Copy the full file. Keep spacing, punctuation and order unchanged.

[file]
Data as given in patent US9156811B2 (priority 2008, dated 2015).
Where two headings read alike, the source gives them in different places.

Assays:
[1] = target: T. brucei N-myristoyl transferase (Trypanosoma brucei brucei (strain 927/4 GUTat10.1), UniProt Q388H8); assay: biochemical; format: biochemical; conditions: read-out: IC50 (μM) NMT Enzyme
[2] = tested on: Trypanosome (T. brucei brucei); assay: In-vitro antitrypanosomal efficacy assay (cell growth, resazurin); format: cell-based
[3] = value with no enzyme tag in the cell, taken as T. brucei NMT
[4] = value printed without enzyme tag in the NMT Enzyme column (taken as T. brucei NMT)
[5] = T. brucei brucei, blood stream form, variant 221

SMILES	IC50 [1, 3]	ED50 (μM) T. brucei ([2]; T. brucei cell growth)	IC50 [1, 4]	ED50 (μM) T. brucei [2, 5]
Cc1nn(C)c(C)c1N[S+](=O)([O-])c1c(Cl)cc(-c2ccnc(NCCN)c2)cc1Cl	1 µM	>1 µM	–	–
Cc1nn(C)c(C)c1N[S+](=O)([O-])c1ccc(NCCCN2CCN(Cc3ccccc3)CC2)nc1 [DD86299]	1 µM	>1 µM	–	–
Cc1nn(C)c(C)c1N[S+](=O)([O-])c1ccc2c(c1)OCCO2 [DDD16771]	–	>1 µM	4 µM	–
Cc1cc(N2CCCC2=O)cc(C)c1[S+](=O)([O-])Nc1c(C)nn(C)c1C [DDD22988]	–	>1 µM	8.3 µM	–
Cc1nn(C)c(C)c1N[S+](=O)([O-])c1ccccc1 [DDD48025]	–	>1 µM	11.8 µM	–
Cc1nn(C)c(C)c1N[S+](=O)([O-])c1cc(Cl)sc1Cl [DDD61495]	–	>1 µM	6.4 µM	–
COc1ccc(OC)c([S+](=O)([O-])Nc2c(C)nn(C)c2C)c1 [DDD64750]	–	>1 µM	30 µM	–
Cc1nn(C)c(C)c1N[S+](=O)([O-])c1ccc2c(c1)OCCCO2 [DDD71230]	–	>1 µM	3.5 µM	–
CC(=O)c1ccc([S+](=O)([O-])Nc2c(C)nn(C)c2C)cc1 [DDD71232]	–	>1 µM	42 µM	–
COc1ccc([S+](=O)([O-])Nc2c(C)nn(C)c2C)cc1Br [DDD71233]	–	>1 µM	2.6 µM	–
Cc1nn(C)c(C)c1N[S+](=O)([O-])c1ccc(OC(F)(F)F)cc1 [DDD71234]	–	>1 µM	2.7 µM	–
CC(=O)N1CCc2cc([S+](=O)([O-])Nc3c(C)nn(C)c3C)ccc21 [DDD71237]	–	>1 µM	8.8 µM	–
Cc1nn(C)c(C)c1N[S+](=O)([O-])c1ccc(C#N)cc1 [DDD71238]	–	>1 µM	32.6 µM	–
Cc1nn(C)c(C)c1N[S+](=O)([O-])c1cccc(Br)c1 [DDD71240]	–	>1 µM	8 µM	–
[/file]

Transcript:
Data as given in patent US9156811B2 (priority 2008, dated 2015).
Where two headings read alike, the source gives them in different places.

Assays:
[1] = target: T. brucei N-myristoyl transferase (Trypanosoma brucei brucei (strain 927/4 GUTat10.1), UniProt Q388H8); assay: biochemical; format: biochemical; conditions: read-out: IC50 (μM) NMT Enzyme
[2] = tested on: Trypanosome (T. brucei brucei); assay: In-vitro antitrypanosomal efficacy assay (cell growth, resazurin); format: cell-based
[3] = value with no enzyme tag in the cell, taken as T. brucei NMT
[4] = value printed without enzyme tag in the NMT Enzyme column (taken as T. brucei NMT)
[5] = T. brucei brucei, blood stream form, variant 221

SMILES	IC50 [1, 3]	ED50 (μM) T. brucei ([2]; T. brucei cell growth)	IC50 [1, 4]	ED50 (μM) T. brucei [2, 5]
Cc1nn(C)c(C)c1N[S+](=O)([O-])c1c(Cl)cc(-c2ccnc(NCCN)c2)cc1Cl	1 µM	>1 µM	–	–
Cc1nn(C)c(C)c1N[S+](=O)([O-])c1ccc(NCCCN2CCN(Cc3ccccc3)CC2)nc1 [DD86299]	1 µM	>1 µM	–	–
Cc1nn(C)c(C)c1N[S+](=O)([O-])c1ccc2c(c1)OCCO2 [DDD16771]	–	>1 µM	4 µM	–
Cc1cc(N2CCCC2=O)cc(C)c1[S+](=O)([O-])Nc1c(C)nn(C)c1C [DDD22988]	–	>1 µM	8.3 µM	–
Cc1nn(C)c(C)c1N[S+](=O)([O-])c1ccccc1 [DDD48025]	–	>1 µM	11.8 µM	–
Cc1nn(C)c(C)c1N[S+](=O)([O-])c1cc(Cl)sc1Cl [DDD61495]	–	>1 µM	6.4 µM	–
COc1ccc(OC)c([S+](=O)([O-])Nc2c(C)nn(C)c2C)c1 [DDD64750]	–	>1 µM	30 µM	–
Cc1nn(C)c(C)c1N[S+](=O)([O-])c1ccc2c(c1)OCCCO2 [DDD71230]	–	>1 µM	3.5 µM	–
CC(=O)c1ccc([S+](=O)([O-])Nc2c(C)nn(C)c2C)cc1 [DDD71232]	–	>1 µM	42 µM	–
COc1ccc([S+](=O)([O-])Nc2c(C)nn(C)c2C)cc1Br [DDD71233]	–	>1 µM	2.6 µM	–
Cc1nn(C)c(C)c1N[S+](=O)([O-])c1ccc(OC(F)(F)F)cc1 [DDD71234]	–	>1 µM	2.7 µM	–
CC(=O)N1CCc2cc([S+](=O)([O-])Nc3c(C)nn(C)c3C)ccc21 [DDD71237]	–	>1 µM	8.8 µM	–
Cc1nn(C)c(C)c1N[S+](=O)([O-])c1ccc(C#N)cc1 [DDD71238]	–	>1 µM	32.6 µM	–
Cc1nn(C)c(C)c1N[S+](=O)([O-])c1cccc(Br)c1 [DDD71240]	–	>1 µM	8 µM	–